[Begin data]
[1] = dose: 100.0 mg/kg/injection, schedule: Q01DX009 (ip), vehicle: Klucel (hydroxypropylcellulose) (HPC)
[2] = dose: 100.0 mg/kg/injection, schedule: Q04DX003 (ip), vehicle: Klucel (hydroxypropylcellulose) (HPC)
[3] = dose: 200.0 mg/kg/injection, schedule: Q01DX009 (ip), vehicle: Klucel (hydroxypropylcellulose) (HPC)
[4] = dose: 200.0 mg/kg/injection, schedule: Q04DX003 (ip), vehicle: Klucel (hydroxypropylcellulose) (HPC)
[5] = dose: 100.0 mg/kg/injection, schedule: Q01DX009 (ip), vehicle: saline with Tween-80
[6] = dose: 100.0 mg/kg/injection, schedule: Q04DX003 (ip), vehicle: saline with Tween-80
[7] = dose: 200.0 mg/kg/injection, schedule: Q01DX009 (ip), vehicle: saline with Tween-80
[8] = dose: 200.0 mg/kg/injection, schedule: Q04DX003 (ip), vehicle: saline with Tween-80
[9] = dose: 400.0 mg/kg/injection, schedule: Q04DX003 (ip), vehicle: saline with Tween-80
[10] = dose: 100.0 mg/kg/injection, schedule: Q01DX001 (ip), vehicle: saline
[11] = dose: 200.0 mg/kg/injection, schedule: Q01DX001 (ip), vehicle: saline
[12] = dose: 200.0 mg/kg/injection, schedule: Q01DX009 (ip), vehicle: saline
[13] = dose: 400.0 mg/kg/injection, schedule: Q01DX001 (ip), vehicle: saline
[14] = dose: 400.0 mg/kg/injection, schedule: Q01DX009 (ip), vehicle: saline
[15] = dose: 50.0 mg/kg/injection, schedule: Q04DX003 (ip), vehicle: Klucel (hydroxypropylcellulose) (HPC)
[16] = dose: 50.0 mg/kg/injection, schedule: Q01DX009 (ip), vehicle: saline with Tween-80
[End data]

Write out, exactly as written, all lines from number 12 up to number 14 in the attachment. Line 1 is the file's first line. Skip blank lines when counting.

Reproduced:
[12] = dose: 200.0 mg/kg/injection, schedule: Q01DX009 (ip), vehicle: saline
[13] = dose: 400.0 mg/kg/injection, schedule: Q01DX001 (ip), vehicle: saline
[14] = dose: 400.0 mg/kg/injection, schedule: Q01DX009 (ip), vehicle: saline